“Confirmed Judges, Confirmed Fears” is a blog series documenting the harmful impact of President Trump’s judges on Americans’ rights and liberties.
In September 2019, Trump Ninth Circuit judge Mark Bennett dissented from a decision reversing the district court’s dismissal of a truck driver’s false arrest and false imprisonment claims against border patrol agents, despite the driver being acquitted of wrongdoing by a jury. The case is DeGroot v. U. S..
In 2013, Andrew DeGroot stopped his tractor trailer at a border patrol checkpoint in California. He stuck his middle finger up at the border patrol agents and filmed the agents’ response on his cell phone. Agent Enrique Penagos climbed onto the side of the truck, reached into the truck and grabbed DeGroot’s cell phone. DeGroot tried to pull his cell phone back from Penagos, which resulted in him being forcibly removed from his truck and arrested for assaulting, resisting, and interfering with an officer. The agents kept DeGroot’s cell phone for over an hour. When the phone was finally returned, the video DeGroot had taken of the events prior to his arrest was erased. When questioned, the agents could not clearly articulate what happened to the phone while in their custody.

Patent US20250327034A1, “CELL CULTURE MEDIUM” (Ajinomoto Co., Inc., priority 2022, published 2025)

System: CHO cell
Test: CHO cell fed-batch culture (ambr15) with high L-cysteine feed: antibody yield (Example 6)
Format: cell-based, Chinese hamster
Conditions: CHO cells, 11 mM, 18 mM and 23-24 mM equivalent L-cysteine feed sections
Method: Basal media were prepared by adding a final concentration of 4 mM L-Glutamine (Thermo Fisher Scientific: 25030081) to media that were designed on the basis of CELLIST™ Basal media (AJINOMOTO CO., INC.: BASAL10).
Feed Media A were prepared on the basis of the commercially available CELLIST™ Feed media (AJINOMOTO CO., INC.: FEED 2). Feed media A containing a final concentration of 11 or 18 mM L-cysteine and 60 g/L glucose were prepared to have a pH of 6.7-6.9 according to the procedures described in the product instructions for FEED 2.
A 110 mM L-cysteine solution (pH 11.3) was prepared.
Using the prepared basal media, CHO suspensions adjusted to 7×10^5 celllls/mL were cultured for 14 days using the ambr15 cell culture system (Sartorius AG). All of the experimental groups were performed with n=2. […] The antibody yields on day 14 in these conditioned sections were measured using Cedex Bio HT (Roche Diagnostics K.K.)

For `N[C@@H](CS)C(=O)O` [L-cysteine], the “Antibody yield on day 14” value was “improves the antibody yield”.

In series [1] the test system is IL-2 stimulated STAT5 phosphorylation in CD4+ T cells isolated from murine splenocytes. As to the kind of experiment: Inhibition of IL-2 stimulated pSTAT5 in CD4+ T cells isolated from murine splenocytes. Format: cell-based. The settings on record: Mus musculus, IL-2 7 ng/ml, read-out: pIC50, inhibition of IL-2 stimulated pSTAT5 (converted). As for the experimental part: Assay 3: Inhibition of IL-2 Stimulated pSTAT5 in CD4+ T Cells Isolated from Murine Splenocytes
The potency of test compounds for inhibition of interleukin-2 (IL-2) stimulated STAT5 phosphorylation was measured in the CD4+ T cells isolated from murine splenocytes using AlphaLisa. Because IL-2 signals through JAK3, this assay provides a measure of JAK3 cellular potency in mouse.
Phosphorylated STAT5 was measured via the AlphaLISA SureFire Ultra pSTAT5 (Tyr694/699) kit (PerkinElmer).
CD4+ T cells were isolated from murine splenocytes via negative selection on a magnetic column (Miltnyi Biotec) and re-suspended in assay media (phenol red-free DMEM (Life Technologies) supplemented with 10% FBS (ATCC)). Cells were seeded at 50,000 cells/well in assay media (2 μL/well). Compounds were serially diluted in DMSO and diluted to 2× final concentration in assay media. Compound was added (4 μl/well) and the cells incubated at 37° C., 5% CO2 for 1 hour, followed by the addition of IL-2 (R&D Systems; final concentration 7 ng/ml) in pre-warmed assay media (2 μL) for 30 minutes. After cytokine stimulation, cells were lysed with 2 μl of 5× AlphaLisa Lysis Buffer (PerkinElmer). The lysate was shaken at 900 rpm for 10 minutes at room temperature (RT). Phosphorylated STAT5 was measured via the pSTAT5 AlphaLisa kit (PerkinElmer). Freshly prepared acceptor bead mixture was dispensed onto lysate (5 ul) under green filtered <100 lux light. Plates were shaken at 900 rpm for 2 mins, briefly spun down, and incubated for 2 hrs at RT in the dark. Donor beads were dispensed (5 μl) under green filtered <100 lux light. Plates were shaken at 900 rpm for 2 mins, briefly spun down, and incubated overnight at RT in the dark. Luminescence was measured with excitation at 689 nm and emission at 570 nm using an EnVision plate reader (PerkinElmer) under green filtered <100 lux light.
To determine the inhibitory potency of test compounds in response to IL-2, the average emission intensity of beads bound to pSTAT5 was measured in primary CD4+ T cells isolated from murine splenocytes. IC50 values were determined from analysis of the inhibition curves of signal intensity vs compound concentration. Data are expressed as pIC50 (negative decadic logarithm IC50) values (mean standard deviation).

Agent Penagos described aspects of the encounter differently. He maintained that he did not reach into the truck and that DeGroot punched him in the face.
Following DeGroot’s arrest and consistent with Penagos’ version of events, the grand jury indicted DeGroot. DeGroot was eventually acquitted by a jury and later sued the government for false arrest and false imprisonment. The government sought summary judgment, arguing that officers had probable cause to arrest and that a presumption of probable cause existed because DeGroot was indicted by a grand jury. The district court sided with the government and DeGroot appealed.
The majority reversed the district court’s decision explaining that it would be unfair and unjust to blindly endorse a presumption of probable cause without considering the merits of the case. Moreover, in keeping with the summary judgment standard (viewing the facts in the light most favorable to the party opposing the summary judgment — DeGroot) the district court erred in finding that DeGroot’s arrest was based on probable cause. The majority concluded that this case presented more than bald assertions and that genuine issues of material facts existed to survive summary judgment.
Judge Mark Bennett strongly disagreed. He argued even if the majority correctly addressed the merits of the indictment, the majority should have affirmed the district court’s decision.